Simmons thereupon returned to this Court, filing the federal habeas corpus petition that is the subject of today's opinion on July 7, 1981. *fn1" He alleges in the present petition that his conviction must be vacated, and a new trial ordered, because (1) the state trial judge's instruction to the jury on Simmons's alibi defense unconstitutionally relieved the prosecution of its burden of proving beyond a reasonable doubt that Simmons was the perpetrator of the crimes charged in the indictment, (2) the evidence presented by the prosecution was constitutionally insufficient to establish beyond a reasonable doubt petitioner's guilt of the crimes charged in the indictment, and (3) the state trial judge committed error of federal constitutional dimension in denying a defense motion to suppress both the prospective in-court identification of Simmons by the victim of the crimes charged in the indictment and testimony as to the victim's previous out-of-court identification of Simmons. While the Court finds that the second and third grounds relied upon by Simmons's petition are without merit, *fn2" it concludes, for the reasons stated in the discussion that follows, that his first claim entitles him to the relief that he seeks.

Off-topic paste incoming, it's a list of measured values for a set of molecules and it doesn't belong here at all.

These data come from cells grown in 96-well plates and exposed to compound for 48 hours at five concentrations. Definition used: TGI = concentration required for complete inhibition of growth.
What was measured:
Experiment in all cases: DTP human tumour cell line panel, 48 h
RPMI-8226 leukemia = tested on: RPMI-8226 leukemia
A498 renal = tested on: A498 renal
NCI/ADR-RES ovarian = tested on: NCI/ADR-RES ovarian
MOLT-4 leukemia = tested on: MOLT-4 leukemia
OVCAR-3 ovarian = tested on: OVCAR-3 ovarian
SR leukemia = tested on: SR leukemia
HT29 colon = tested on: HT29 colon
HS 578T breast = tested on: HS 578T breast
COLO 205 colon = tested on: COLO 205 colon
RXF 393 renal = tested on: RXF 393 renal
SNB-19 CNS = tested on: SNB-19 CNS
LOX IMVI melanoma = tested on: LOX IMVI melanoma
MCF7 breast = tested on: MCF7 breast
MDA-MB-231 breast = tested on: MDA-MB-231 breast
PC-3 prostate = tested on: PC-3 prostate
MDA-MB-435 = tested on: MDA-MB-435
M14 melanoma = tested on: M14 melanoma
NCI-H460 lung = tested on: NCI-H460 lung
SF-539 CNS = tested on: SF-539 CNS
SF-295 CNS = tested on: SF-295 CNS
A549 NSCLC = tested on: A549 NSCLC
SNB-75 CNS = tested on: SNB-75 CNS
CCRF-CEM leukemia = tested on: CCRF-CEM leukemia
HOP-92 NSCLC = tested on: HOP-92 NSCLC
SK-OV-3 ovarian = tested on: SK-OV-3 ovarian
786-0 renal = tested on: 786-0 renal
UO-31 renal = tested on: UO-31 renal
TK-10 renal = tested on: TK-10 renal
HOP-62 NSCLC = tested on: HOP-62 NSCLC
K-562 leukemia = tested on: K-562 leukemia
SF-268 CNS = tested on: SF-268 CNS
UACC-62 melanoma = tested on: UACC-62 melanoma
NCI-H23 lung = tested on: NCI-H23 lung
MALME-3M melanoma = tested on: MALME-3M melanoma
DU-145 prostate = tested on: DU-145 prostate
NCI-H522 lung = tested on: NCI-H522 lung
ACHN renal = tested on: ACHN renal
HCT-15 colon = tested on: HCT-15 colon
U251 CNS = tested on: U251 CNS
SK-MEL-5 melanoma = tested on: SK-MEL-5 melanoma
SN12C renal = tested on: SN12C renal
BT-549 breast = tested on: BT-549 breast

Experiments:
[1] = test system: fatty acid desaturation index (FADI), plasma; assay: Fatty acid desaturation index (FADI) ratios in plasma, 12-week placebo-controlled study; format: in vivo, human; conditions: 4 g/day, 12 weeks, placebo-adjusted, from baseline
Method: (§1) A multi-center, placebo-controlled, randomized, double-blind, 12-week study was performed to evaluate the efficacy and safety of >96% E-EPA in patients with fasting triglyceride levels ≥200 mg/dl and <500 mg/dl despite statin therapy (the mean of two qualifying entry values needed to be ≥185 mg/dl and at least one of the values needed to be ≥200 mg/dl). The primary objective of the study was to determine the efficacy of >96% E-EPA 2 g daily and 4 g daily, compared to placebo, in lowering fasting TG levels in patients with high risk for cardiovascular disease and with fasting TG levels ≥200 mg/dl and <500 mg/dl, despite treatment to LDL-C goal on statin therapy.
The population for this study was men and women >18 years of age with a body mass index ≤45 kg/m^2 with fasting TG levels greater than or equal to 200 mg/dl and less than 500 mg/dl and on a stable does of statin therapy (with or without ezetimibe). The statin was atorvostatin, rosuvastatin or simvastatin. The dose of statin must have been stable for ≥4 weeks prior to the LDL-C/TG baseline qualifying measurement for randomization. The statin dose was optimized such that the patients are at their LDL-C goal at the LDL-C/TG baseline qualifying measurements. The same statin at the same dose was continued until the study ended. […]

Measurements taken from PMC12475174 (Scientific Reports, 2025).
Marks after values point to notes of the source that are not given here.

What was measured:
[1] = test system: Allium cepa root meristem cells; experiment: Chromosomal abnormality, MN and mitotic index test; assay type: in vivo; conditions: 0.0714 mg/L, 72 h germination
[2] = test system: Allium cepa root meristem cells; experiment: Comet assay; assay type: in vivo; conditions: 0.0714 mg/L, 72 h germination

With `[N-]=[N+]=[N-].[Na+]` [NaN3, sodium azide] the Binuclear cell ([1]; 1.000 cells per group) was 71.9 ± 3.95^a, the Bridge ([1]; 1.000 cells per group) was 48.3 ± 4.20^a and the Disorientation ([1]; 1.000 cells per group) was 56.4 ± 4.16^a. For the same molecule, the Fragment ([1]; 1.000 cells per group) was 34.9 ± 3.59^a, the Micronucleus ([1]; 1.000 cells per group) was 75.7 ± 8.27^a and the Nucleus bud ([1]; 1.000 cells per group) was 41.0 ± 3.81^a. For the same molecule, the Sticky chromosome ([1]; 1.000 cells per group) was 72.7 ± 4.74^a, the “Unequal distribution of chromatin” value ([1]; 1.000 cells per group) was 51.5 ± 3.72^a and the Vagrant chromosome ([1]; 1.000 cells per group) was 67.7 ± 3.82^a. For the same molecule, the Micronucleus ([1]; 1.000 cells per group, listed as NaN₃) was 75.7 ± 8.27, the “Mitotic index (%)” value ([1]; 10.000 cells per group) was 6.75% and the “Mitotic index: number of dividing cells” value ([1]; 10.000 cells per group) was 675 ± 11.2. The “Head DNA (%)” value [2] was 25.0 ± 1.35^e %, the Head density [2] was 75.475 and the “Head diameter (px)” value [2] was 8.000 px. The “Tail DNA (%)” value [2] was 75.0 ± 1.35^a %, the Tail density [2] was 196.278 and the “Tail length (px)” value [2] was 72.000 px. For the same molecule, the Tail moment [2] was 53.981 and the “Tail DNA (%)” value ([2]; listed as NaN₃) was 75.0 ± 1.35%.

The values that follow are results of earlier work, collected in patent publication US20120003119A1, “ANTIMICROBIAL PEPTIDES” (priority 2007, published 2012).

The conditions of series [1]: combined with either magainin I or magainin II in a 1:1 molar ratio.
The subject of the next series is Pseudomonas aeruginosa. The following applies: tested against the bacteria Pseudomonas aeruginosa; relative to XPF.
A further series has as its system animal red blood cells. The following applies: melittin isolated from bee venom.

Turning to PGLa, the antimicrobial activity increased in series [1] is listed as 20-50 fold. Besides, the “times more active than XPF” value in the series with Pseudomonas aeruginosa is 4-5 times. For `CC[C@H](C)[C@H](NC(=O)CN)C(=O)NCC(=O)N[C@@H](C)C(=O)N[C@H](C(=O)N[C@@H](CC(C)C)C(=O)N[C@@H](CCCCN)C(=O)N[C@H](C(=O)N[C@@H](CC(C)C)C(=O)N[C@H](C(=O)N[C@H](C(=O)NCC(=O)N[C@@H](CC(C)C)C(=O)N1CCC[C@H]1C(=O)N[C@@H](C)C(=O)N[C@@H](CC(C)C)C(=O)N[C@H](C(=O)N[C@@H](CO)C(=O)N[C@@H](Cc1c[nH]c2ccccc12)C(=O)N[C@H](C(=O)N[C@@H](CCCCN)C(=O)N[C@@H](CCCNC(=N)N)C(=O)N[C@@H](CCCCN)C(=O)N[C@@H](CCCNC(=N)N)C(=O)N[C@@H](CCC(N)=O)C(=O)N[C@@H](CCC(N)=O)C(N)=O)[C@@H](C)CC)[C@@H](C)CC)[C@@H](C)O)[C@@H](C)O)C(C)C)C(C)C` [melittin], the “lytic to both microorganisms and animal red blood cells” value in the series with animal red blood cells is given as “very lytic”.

DISCUSSION

 Analysis of petitioner's first contention requires a fairly detailed recapitulation of his state trial insofar as it concerned his alibi defense. The victim of the crimes of which Simmons stands convicted was one Milagros Rivera. At Simmons's trial, Rivera testified that, between 7 p.m. and 8 p.m. on December 26, 1973, she was robbed and sodomized, at knifepoint, in an apartment building on University Avenue in the Bronx. She identified Simmons as the man who committed these acts. Six alibi witnesses testified for the defense. All of these witnesses testified that they saw Simmons, during the time period when Rivera testified that the crimes were committed, at or in the vicinity of his home, which was located at 336 East 166th Street in the Bronx.